Today, back in Irkutsk, I met Lenin and the heroes of the Soviet Union.  Tomorrow, I sit on a train again and relish what is left of my supply of instant noodles from China.  
Victory Pose!

What happened Lenin?

Saturday, September 25, 2010

Siberian Frost

I woke up this morning feeling quite warm and cozy.  This is slightly surprising since I slept in my swim suit, a sheet and a small blanket I stole from Aircanada.  I managed to find all my belongings, my electronics were charging and I even woke up 10 minutes before our alarm went off.  Off to a good start.  As I casually brushed my teeth, I noticed some white fluttering outside the window.  Frost!  How exciting.  With my new mink hat purchase, I am ready to brave the cold. 

James: “Erica, remember when we thought we would take the Trans-Siberian Railway and make it to Moscow before it got cold?”
Erica: “Ah yes, what were we thinking.”

I love this weather; I enjoy long coats, fur hats and gloves.  There is something incredibly classy about the attire.  Besides, I would feel like I cheated if we came to Siberia when it was warm. 

The club we were at was fun, though slightly different than I imagined.  Maybe it was the girls in the tennis shoes that threw me off.  After an hour or so of dancing and drinking a couple beers, we resolved we would walk back to our homestay.  James went to the restroom, and I pulled out my cell phone to finish a game of Solitaire.  Before I knew it, I was surrounded by Russian boys, or men?  I am not sure.  They looked young, but I am very bad at the “Guess my age” game.  James came back and we all chatted in Russian until the bottle of vodka arrived. I am lucky that my Russian tutor, Olga, taught me the ancient Russian shot taking method; the Russians thought I was a pro!  We each took a couple of shots, had some laughs, and before we knew it, as quickly as the materialized, they were gone.  Fearful that they would come back with another bottle, we made our escape.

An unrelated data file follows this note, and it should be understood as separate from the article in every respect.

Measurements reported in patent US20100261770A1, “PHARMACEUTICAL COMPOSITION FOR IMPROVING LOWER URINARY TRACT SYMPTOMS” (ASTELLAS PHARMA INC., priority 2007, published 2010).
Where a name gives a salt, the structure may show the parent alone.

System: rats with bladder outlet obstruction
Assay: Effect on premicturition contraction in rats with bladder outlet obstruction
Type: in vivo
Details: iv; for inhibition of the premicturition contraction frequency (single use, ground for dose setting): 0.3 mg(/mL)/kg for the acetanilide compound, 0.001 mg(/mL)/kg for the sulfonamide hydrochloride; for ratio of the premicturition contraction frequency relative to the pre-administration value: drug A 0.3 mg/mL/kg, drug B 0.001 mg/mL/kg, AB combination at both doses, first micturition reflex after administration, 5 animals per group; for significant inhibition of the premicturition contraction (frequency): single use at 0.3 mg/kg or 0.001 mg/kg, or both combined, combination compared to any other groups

Irkutsk is a beautiful, calm, and clean city.  

Today we go to Lake Baikal – one of the oldest known lakes on earth. 

As I was going to St. Ives

I was actually on my way to Irkutsk, Russia when I got to experience smuggling at its best.  This train ride was much different from the one to Ulaan Baatar as this one was full and brimming with commotion.  Most everyone on this train had sacks, sausages, socks, sweaters – how many were going to St. Ives?
The Russian regulations state that one person can only carry a specific number of each good over the border, so everyone basically trades goods to have a reasonable amount and not spark any Russian attention.  They pay innocent Westerners small change to stuff socks and jeans into their suitcases until they cross the border.  The train was like the Silk Road in Beijing, only that instead of everyone trying to sell you their goods, they were asking you to carry these goods and they would pay you! 

Imagine this: One of my neighbors arrived at the train station penniless, as she figured she would be switching currencies anyways, so the temptation of a few easy dollars was high.  She agreed to take one bag of shirts, but quickly they urged her to help just a little bit more.  Before she knew it she was smuggling a bedding case, one furry jacket, two sweaters, sixteen socks, a Mongolian vest and two sacks of zip up pull overs.  She ran through scenarios in her mind, how would she explain the large amount of goods to the Russian authorities?  “I have a large family!  Everything was just so cheap in Mongolia!” she would cry.  These Mongolian traders would not have entrusted her with so many valuable if they had any fear that it would be confiscated, she reasoned in her mind; they must do this all the time.